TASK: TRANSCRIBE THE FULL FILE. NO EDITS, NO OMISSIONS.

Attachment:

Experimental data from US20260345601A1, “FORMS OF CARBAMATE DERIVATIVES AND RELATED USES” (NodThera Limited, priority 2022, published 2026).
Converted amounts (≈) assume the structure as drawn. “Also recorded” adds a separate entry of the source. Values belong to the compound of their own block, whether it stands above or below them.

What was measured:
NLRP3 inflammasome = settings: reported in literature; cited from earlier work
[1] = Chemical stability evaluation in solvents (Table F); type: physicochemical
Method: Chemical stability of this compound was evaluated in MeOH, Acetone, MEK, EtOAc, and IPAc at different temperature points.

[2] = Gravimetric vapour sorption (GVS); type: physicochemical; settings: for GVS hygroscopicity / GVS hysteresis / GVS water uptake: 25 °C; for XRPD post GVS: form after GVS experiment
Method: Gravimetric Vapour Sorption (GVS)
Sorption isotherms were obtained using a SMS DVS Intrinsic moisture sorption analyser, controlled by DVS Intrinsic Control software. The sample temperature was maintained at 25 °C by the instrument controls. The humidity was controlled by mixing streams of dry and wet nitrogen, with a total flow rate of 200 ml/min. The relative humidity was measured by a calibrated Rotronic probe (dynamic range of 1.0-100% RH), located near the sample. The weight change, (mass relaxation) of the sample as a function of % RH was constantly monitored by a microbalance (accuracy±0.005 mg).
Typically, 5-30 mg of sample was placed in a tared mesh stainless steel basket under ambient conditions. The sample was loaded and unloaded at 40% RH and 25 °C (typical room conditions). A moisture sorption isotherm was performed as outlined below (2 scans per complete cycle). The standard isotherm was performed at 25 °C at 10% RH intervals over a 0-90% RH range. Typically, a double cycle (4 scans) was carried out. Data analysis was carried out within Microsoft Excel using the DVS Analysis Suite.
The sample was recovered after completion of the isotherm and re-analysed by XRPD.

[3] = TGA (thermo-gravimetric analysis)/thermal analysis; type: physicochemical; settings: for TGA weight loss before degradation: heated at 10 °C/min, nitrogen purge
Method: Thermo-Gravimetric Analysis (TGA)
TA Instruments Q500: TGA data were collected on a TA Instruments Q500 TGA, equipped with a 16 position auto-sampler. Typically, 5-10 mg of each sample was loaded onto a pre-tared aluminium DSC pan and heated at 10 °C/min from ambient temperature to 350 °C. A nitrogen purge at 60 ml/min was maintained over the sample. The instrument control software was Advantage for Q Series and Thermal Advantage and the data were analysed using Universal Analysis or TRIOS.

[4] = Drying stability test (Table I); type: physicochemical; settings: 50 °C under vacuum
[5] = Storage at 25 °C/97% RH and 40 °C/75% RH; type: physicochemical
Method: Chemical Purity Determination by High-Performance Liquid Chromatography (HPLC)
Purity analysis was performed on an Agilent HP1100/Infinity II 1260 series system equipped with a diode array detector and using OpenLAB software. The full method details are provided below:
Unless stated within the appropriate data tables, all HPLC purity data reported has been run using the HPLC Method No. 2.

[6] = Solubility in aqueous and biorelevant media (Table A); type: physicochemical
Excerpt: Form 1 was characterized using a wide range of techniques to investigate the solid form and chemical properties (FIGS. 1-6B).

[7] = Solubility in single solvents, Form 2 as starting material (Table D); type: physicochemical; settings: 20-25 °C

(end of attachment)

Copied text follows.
Experimental data from US20260345601A1, “FORMS OF CARBAMATE DERIVATIVES AND RELATED USES” (NodThera Limited, priority 2022, published 2026).
Converted amounts (≈) assume the structure as drawn. “Also recorded” adds a separate entry of the source. Values belong to the compound of their own block, whether it stands above or below them.

What was measured:
NLRP3 inflammasome = settings: reported in literature; cited from earlier work
[1] = Chemical stability evaluation in solvents (Table F); type: physicochemical
Method: Chemical stability of this compound was evaluated in MeOH, Acetone, MEK, EtOAc, and IPAc at different temperature points.

[2] = Gravimetric vapour sorption (GVS); type: physicochemical; settings: for GVS hygroscopicity / GVS hysteresis / GVS water uptake: 25 °C; for XRPD post GVS: form after GVS experiment
Method: Gravimetric Vapour Sorption (GVS)
Sorption isotherms were obtained using a SMS DVS Intrinsic moisture sorption analyser, controlled by DVS Intrinsic Control software. The sample temperature was maintained at 25 °C by the instrument controls. The humidity was controlled by mixing streams of dry and wet nitrogen, with a total flow rate of 200 ml/min. The relative humidity was measured by a calibrated Rotronic probe (dynamic range of 1.0-100% RH), located near the sample. The weight change, (mass relaxation) of the sample as a function of % RH was constantly monitored by a microbalance (accuracy±0.005 mg).
Typically, 5-30 mg of sample was placed in a tared mesh stainless steel basket under ambient conditions. The sample was loaded and unloaded at 40% RH and 25 °C (typical room conditions). A moisture sorption isotherm was performed as outlined below (2 scans per complete cycle). The standard isotherm was performed at 25 °C at 10% RH intervals over a 0-90% RH range. Typically, a double cycle (4 scans) was carried out. Data analysis was carried out within Microsoft Excel using the DVS Analysis Suite.
The sample was recovered after completion of the isotherm and re-analysed by XRPD.

[3] = TGA (thermo-gravimetric analysis)/thermal analysis; type: physicochemical; settings: for TGA weight loss before degradation: heated at 10 °C/min, nitrogen purge
Method: Thermo-Gravimetric Analysis (TGA)
TA Instruments Q500: TGA data were collected on a TA Instruments Q500 TGA, equipped with a 16 position auto-sampler. Typically, 5-10 mg of each sample was loaded onto a pre-tared aluminium DSC pan and heated at 10 °C/min from ambient temperature to 350 °C. A nitrogen purge at 60 ml/min was maintained over the sample. The instrument control software was Advantage for Q Series and Thermal Advantage and the data were analysed using Universal Analysis or TRIOS.

[4] = Drying stability test (Table I); type: physicochemical; settings: 50 °C under vacuum
[5] = Storage at 25 °C/97% RH and 40 °C/75% RH; type: physicochemical
Method: Chemical Purity Determination by High-Performance Liquid Chromatography (HPLC)
Purity analysis was performed on an Agilent HP1100/Infinity II 1260 series system equipped with a diode array detector and using OpenLAB software. The full method details are provided below:
Unless stated within the appropriate data tables, all HPLC purity data reported has been run using the HPLC Method No. 2.

[6] = Solubility in aqueous and biorelevant media (Table A); type: physicochemical
Excerpt: Form 1 was characterized using a wide range of techniques to investigate the solid form and chemical properties (FIGS. 1-6B).

[7] = Solubility in single solvents, Form 2 as starting material (Table D); type: physicochemical; settings: 20-25 °C